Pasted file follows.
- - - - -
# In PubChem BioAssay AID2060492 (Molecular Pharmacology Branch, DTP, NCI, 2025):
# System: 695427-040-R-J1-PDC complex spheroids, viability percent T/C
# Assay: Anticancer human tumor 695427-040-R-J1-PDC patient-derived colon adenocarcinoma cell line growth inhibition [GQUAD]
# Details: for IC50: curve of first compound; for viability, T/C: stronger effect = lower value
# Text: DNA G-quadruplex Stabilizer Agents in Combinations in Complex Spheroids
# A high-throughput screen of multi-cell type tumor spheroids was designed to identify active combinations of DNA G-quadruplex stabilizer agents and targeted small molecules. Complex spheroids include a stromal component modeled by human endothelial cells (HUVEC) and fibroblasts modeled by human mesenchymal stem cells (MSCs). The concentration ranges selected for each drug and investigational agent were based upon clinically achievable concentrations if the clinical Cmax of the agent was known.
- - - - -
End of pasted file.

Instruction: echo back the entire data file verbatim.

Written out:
# In PubChem BioAssay AID2060492 (Molecular Pharmacology Branch, DTP, NCI, 2025):
# System: 695427-040-R-J1-PDC complex spheroids, viability percent T/C
# Assay: Anticancer human tumor 695427-040-R-J1-PDC patient-derived colon adenocarcinoma cell line growth inhibition [GQUAD]
# Details: for IC50: curve of first compound; for viability, T/C: stronger effect = lower value
# Text: DNA G-quadruplex Stabilizer Agents in Combinations in Complex Spheroids
# A high-throughput screen of multi-cell type tumor spheroids was designed to identify active combinations of DNA G-quadruplex stabilizer agents and targeted small molecules. Complex spheroids include a stromal component modeled by human endothelial cells (HUVEC) and fibroblasts modeled by human mesenchymal stem cells (MSCs). The concentration ranges selected for each drug and investigational agent were based upon clinically achievable concentrations if the clinical Cmax of the agent was known.